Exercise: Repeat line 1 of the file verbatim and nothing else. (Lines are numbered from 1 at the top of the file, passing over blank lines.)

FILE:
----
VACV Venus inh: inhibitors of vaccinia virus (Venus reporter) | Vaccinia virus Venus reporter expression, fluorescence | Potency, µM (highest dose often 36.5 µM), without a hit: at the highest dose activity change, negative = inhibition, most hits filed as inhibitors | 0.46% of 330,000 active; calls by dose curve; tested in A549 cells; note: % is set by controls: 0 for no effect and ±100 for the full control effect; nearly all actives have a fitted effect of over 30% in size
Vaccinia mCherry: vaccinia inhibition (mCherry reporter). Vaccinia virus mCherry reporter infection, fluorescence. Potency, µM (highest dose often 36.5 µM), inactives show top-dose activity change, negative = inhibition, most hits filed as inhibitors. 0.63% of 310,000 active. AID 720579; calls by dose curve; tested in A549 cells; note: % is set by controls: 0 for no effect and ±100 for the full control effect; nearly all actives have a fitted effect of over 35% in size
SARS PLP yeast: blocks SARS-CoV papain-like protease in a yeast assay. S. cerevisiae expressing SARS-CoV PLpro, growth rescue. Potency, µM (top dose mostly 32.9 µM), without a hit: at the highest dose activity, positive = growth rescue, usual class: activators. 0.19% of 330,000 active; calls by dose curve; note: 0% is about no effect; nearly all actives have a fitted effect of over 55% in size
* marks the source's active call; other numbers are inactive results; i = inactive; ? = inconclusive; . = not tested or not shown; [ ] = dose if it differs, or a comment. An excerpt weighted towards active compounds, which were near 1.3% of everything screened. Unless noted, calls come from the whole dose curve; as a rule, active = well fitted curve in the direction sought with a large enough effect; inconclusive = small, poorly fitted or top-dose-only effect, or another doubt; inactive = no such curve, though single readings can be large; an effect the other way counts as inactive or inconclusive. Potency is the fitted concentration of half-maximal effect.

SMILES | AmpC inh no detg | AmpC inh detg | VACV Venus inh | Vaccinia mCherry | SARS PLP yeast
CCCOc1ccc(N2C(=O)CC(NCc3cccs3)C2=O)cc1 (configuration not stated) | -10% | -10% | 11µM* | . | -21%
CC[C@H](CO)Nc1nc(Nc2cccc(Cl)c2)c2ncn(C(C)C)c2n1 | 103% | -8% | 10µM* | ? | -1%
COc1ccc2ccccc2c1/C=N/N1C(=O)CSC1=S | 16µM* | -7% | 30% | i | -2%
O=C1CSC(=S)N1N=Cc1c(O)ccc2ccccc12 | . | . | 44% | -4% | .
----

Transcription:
VACV Venus inh: inhibitors of vaccinia virus (Venus reporter) | Vaccinia virus Venus reporter expression, fluorescence | Potency, µM (highest dose often 36.5 µM), without a hit: at the highest dose activity change, negative = inhibition, most hits filed as inhibitors | 0.46% of 330,000 active; calls by dose curve; tested in A549 cells; note: % is set by controls: 0 for no effect and ±100 for the full control effect; nearly all actives have a fitted effect of over 30% in size